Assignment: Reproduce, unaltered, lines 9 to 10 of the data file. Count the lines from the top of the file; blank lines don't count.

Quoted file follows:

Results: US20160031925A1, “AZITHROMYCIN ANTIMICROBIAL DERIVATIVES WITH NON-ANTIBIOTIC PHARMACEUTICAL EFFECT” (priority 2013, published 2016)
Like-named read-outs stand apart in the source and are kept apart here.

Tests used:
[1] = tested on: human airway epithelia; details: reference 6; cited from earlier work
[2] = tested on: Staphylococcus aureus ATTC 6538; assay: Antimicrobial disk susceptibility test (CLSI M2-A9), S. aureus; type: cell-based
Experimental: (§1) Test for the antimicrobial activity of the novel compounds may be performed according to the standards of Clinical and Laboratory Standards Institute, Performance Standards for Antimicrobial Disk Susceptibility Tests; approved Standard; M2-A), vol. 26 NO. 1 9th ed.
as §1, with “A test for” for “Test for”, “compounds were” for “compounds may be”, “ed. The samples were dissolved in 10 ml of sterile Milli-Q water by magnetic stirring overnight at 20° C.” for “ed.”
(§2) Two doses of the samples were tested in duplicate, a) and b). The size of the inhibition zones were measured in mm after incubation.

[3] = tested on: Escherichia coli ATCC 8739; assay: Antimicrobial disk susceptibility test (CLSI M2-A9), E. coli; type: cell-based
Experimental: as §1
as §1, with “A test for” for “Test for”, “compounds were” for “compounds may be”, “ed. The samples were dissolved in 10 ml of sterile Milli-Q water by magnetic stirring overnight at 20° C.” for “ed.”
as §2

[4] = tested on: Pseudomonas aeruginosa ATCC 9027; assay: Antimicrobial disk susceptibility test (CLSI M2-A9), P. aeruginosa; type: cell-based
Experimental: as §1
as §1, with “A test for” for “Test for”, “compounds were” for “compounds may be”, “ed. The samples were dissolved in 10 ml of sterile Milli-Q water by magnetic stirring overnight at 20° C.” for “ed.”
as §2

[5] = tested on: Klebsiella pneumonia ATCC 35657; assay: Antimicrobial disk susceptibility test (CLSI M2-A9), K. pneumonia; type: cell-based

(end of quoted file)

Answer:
[3] = tested on: Escherichia coli ATCC 8739; assay: Antimicrobial disk susceptibility test (CLSI M2-A9), E. coli; type: cell-based
Experimental: as §1